Private prisons exist primarily to make a profit, not to serve the public. Accordingly, there is a built-in financial incentive to cut corners, even at the expense of constitutional rights. Cutbacks in personnel and training are a common cost-saving measure. The abuses that have occurred as a result are well-documented in judicial opinions and government reports. See, e.g., Medina v. O'Neil, 589 F.Supp. 1265 (S.D.Tex. 1984), rev'd in part & vacated in part, 838 F.2d 800 (5th Cir. 1988)(where a prison guard, untrained in the use of firearms, accidentally shot and killed a detainee, and wounded another using a shotgun to force detainees back into their cells); see, e.g., INS, The Elizabeth, New Jersey Contract Detention Facility Operated by Esmor, Inc., Interim Report, July, 20, 1995 (where the continuous abuse of detainees by ill-trained overworked guards culminated in a protest riot). Indeed, the American Bar Association has cautioned against granting qualified immunity to private prisons and their employees because the risk of abuse to inmates is so high. Without the threat of liability, these abuses would often go unchecked; government oversight has frequently proved an inadequate alternative.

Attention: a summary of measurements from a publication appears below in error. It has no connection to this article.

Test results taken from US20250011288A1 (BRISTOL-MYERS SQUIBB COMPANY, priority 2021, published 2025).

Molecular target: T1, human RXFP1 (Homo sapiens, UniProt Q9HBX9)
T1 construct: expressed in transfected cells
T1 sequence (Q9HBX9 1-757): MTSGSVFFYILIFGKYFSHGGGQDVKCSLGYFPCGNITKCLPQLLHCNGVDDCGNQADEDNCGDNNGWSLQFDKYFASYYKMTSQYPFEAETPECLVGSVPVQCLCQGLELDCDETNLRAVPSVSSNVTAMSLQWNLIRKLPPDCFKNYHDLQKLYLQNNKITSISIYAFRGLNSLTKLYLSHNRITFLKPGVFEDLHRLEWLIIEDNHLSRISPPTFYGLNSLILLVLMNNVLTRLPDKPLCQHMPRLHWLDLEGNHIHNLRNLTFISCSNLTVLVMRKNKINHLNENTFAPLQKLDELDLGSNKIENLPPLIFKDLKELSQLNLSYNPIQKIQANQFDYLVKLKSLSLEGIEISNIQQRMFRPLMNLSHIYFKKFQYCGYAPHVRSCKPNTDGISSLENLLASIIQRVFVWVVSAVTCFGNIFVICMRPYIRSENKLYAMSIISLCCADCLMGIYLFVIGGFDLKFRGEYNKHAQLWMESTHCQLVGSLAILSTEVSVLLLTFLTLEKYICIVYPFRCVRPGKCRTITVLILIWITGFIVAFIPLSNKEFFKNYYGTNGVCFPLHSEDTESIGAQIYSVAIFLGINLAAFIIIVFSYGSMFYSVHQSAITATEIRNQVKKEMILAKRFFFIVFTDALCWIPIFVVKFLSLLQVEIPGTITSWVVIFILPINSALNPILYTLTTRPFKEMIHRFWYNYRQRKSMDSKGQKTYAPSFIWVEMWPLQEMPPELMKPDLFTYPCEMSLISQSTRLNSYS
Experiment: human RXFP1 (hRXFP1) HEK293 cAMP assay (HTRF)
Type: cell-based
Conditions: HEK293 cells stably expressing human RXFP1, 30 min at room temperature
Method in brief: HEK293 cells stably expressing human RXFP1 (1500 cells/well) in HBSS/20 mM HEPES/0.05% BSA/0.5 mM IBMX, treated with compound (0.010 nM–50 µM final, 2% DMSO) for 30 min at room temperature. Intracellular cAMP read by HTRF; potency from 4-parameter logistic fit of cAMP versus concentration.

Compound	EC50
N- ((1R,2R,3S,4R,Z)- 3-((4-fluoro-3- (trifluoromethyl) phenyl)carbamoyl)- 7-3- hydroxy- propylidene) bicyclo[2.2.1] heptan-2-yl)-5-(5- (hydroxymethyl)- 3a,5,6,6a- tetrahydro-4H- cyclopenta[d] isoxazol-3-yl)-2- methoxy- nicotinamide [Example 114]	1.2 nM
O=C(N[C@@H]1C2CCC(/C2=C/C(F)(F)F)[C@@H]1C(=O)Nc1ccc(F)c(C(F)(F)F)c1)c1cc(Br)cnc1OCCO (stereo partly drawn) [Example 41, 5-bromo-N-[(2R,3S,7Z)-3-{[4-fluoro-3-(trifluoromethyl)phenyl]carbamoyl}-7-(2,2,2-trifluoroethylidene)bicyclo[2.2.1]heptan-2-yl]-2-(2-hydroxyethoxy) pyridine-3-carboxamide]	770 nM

This Court has never recognized a §1983 immunity defense unless it has been necessary to further the public interest. Here, the public interest lies in providing maximum protection for constitutional rights rather than maximum profits for private prison corporations.


ARGUMENT